In addition, we do not know the effect this language could have on other agencies included in this bill. Using the Milcon-VA bill to address this issue is really the wrong place to do it. This language is purely an ideological and political provision that goes well beyond the scope of this bill. The Milcon-VA bill has always enjoyed broad bipartisan support and avoided divisive issues like this one, no matter which party held the gavel. I believe that including this language will only cause unnecessary complications and does nothing to help our servicemembers and our veterans.
Madam Chairman, please know that as we continue through the process I will work to address this issue because an item like this has no place in a bill that has always placed our troops, their families, and our veterans above ideology.
Before I close, Madam Chairman, I would like to recognize the staff for all of the hard work and the time that they have put into this bill. From the minority committee staff I would like to thank Matt Washington, Danny Cromer, as well as Michael Reed and Chris Chon from my personal office. From the majority committee staff I would like to thank Donna Shabazz, Sue Quantius, Sarah Young, and Tracey Russell.
I would also like to thank Mr. Dicks and Mr. Rogers, who serve as the distinguished ranking member and chairman of this committee and who set an extremely great example of how committees and ranking members and chairmen should work together. There's a collegial atmosphere, although we do have reasonable minds disagreeing on several of the issues. But we work together collegially, and I thank the chairman and the ranking member, Mr. Dicks and Mr. Rogers, for their example in doing so.
I reserve the balance of my time.
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Mr. BISHOP of Georgia. Madam Chairman, I agree with the gentleman that the Department of Defense should be doing all that it can to reduce energy costs and to help us be energy independent. The Energy Conservation Investment Program is a fairly small, but key, component of the Defense Department's energy strategy.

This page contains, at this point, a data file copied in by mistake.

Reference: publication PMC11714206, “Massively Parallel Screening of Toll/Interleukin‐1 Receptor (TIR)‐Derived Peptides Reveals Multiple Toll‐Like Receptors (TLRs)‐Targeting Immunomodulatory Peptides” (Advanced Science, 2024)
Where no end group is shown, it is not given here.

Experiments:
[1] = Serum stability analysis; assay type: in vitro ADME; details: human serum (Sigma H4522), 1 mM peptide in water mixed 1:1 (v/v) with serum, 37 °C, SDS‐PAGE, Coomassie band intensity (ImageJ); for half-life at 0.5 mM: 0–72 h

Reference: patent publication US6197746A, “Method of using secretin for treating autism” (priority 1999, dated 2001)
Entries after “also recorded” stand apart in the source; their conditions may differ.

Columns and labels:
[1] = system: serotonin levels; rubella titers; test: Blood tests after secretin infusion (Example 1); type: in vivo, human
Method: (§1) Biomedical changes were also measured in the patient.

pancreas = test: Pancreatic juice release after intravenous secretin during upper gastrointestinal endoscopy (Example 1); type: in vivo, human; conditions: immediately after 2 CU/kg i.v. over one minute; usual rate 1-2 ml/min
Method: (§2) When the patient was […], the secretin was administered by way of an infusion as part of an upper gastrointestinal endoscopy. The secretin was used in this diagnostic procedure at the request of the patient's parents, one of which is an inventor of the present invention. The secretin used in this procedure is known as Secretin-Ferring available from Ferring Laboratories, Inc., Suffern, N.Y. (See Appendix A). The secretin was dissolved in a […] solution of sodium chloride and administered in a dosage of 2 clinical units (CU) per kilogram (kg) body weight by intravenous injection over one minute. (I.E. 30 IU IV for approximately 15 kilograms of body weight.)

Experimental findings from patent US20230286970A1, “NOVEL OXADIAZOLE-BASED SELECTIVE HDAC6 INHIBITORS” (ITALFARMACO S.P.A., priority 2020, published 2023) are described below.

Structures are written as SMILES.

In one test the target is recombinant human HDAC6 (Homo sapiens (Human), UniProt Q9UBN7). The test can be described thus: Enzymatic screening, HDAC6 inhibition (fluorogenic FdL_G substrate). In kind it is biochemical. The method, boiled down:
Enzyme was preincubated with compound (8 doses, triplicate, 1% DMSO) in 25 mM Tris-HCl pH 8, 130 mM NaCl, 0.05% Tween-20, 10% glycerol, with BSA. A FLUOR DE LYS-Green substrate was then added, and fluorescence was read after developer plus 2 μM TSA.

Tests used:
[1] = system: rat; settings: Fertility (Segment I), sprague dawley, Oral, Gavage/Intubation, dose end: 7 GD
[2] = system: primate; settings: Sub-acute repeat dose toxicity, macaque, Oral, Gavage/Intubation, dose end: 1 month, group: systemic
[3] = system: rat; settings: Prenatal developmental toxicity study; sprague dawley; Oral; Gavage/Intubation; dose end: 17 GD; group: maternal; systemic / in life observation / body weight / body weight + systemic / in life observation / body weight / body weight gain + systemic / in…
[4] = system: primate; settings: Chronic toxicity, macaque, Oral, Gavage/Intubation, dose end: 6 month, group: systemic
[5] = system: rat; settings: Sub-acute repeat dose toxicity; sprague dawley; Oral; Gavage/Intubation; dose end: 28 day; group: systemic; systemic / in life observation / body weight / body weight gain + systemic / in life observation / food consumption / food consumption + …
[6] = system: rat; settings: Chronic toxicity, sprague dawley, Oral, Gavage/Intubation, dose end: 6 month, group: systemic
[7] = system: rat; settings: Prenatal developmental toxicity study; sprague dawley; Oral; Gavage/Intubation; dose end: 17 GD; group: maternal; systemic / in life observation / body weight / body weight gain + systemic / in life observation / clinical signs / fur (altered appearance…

The goals are to improve supply resiliency, implement energy security plans, and alter energy consumption at individual installations. Investing in this small program helps the Department to reduce its energy costs and help meet its facility energy mandates.
The Department has been funding ECIP as far back as 2001, and the committee has seen great progress on energy savings. For example, at Fort Liggett, they are building a 1-megawatt solar grid which will help that installation ease its energy consumption.
ECIP is a cost-saving program I think all Members should be happy to support. Therefore, I urge all Members to vote ``yes'' on this amendment, and I'm delighted that the chairman has accepted it.
I yield back the balance of my time.
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Mr. BISHOP of Georgia. Mr. Chairman, I rise in strong support of this amendment.
The language included in the bill says that none of the funds made available by this act may be used by any government authority or agent thereof awarding a construction contract on behalf of the government, and any solicitations, bids, specifications, project agreements, or other controlling documents, to require or prohibit bidders, offerers, contractors, and subcontractors to enter into or adhere to agreements with one or more labor organizations. Language currently included essentially nullifies the decisionmaking ability of not only the Department of Defense, but also the Department of Veterans Affairs, the American Battle Monuments Commission, the Court of Appeals for Veterans Claims, and Arlington National Cemetery to use a PLA business model.
To put it another way, all of these agencies currently have two choices: yes, we want to use a PLA, or no, we don't want to use a PLA. Without this amendment, the agencies will no longer be able to make that yes or no choice. If this language is maintained, then every agency in this bill will literally not be able to make a decision on the business model that they want to use for their construction projects.
The language is a backdoor way to ensure that the project labor agreement business model is not available as an option for the Federal Government to even consider using on any of the construction projects in the bill.
Keeping this language would be a mistake since PLAs ensure that construction projects are built correctly the first time, on time, and as a result, on budget for the end-user. Furthermore, PLAs prevent costly delays that usually result from an unskilled workforce's lack of knowledge regarding the use of building materials or tools, as well as job site safety measures.
Furthermore, Mr. Chairman, we don't know the effect this language could have on VA projects. And I don't believe that this Congress should include any language that could further delay vital Veterans Affairs projects.